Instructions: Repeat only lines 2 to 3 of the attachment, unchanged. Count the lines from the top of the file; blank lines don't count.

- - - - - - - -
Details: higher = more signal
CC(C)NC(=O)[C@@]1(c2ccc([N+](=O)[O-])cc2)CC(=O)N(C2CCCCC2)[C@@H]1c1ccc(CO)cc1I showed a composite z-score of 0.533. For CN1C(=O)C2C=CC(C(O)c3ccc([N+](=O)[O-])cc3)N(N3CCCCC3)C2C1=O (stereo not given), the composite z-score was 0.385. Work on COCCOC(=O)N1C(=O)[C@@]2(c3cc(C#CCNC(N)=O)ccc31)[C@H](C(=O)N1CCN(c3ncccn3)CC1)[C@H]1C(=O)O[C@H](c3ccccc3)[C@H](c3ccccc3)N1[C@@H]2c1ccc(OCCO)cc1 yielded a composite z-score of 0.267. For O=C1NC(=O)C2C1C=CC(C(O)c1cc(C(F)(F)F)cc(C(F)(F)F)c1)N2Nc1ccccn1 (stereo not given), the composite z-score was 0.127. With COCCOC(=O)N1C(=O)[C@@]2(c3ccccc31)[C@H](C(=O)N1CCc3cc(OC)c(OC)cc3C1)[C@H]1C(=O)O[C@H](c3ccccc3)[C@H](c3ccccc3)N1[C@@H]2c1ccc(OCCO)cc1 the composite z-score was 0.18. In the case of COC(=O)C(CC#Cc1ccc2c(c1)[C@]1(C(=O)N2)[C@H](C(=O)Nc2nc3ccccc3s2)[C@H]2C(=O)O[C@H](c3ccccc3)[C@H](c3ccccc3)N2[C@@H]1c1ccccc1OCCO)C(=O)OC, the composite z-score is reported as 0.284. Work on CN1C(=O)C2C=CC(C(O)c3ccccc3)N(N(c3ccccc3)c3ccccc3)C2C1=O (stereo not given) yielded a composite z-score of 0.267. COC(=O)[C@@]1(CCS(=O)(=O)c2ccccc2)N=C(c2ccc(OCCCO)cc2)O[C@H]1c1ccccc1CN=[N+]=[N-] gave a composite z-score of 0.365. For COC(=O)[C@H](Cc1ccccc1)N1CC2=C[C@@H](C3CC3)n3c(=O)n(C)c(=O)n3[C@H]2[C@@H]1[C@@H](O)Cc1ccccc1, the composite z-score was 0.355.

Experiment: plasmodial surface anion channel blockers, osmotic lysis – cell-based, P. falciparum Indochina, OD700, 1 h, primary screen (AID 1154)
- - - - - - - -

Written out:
CC(C)NC(=O)[C@@]1(c2ccc([N+](=O)[O-])cc2)CC(=O)N(C2CCCCC2)[C@@H]1c1ccc(CO)cc1I showed a composite z-score of 0.533. For CN1C(=O)C2C=CC(C(O)c3ccc([N+](=O)[O-])cc3)N(N3CCCCC3)C2C1=O (stereo not given), the composite z-score was 0.385. Work on COCCOC(=O)N1C(=O)[C@@]2(c3cc(C#CCNC(N)=O)ccc31)[C@H](C(=O)N1CCN(c3ncccn3)CC1)[C@H]1C(=O)O[C@H](c3ccccc3)[C@H](c3ccccc3)N1[C@@H]2c1ccc(OCCO)cc1 yielded a composite z-score of 0.267. For O=C1NC(=O)C2C1C=CC(C(O)c1cc(C(F)(F)F)cc(C(F)(F)F)c1)N2Nc1ccccn1 (stereo not given), the composite z-score was 0.127. With COCCOC(=O)N1C(=O)[C@@]2(c3ccccc31)[C@H](C(=O)N1CCc3cc(OC)c(OC)cc3C1)[C@H]1C(=O)O[C@H](c3ccccc3)[C@H](c3ccccc3)N1[C@@H]2c1ccc(OCCO)cc1 the composite z-score was 0.18. In the case of COC(=O)C(CC#Cc1ccc2c(c1)[C@]1(C(=O)N2)[C@H](C(=O)Nc2nc3ccccc3s2)[C@H]2C(=O)O[C@H](c3ccccc3)[C@H](c3ccccc3)N2[C@@H]1c1ccccc1OCCO)C(=O)OC, the composite z-score is reported as 0.284. Work on CN1C(=O)C2C=CC(C(O)c3ccccc3)N(N(c3ccccc3)c3ccccc3)C2C1=O (stereo not given) yielded a composite z-score of 0.267. COC(=O)[C@@]1(CCS(=O)(=O)c2ccccc2)N=C(c2ccc(OCCCO)cc2)O[C@H]1c1ccccc1CN=[N+]=[N-] gave a composite z-score of 0.365. For COC(=O)[C@H](Cc1ccccc1)N1CC2=C[C@@H](C3CC3)n3c(=O)n(C)c(=O)n3[C@H]2[C@@H]1[C@@H](O)Cc1ccccc1, the composite z-score was 0.355.

Experiment: plasmodial surface anion channel blockers, osmotic lysis – cell-based, P. falciparum Indochina, OD700, 1 h, primary screen (AID 1154)